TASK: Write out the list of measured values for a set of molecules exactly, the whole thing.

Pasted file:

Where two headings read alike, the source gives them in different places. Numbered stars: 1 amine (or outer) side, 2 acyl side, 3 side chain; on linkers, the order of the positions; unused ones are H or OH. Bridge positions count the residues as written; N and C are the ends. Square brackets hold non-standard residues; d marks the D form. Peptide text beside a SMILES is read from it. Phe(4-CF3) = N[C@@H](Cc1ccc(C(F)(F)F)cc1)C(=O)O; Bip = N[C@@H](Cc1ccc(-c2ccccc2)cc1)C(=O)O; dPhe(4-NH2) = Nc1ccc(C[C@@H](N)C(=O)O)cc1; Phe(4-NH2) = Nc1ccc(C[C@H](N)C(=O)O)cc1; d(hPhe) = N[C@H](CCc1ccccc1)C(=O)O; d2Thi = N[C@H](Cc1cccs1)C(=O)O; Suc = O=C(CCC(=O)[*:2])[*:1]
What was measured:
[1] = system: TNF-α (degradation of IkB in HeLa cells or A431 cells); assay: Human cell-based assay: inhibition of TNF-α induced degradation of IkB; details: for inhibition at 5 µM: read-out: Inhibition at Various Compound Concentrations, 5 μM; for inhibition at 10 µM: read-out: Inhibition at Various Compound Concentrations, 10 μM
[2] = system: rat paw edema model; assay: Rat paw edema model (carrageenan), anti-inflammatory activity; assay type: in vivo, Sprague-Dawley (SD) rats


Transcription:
Where two headings read alike, the source gives them in different places. Numbered stars: 1 amine (or outer) side, 2 acyl side, 3 side chain; on linkers, the order of the positions; unused ones are H or OH. Bridge positions count the residues as written; N and C are the ends. Square brackets hold non-standard residues; d marks the D form. Peptide text beside a SMILES is read from it. Phe(4-CF3) = N[C@@H](Cc1ccc(C(F)(F)F)cc1)C(=O)O; Bip = N[C@@H](Cc1ccc(-c2ccccc2)cc1)C(=O)O; dPhe(4-NH2) = Nc1ccc(C[C@@H](N)C(=O)O)cc1; Phe(4-NH2) = Nc1ccc(C[C@H](N)C(=O)O)cc1; d(hPhe) = N[C@H](CCc1ccccc1)C(=O)O; d2Thi = N[C@H](Cc1cccs1)C(=O)O; Suc = O=C(CCC(=O)[*:2])[*:1]
What was measured:
[1] = system: TNF-α (degradation of IkB in HeLa cells or A431 cells); assay: Human cell-based assay: inhibition of TNF-α induced degradation of IkB; details: for inhibition at 5 µM: read-out: Inhibition at Various Compound Concentrations, 5 μM; for inhibition at 10 µM: read-out: Inhibition at Various Compound Concentrations, 10 μM
[2] = system: rat paw edema model; assay: Rat paw edema model (carrageenan), anti-inflammatory activity; assay type: in vivo, Sprague-Dawley (SD) rats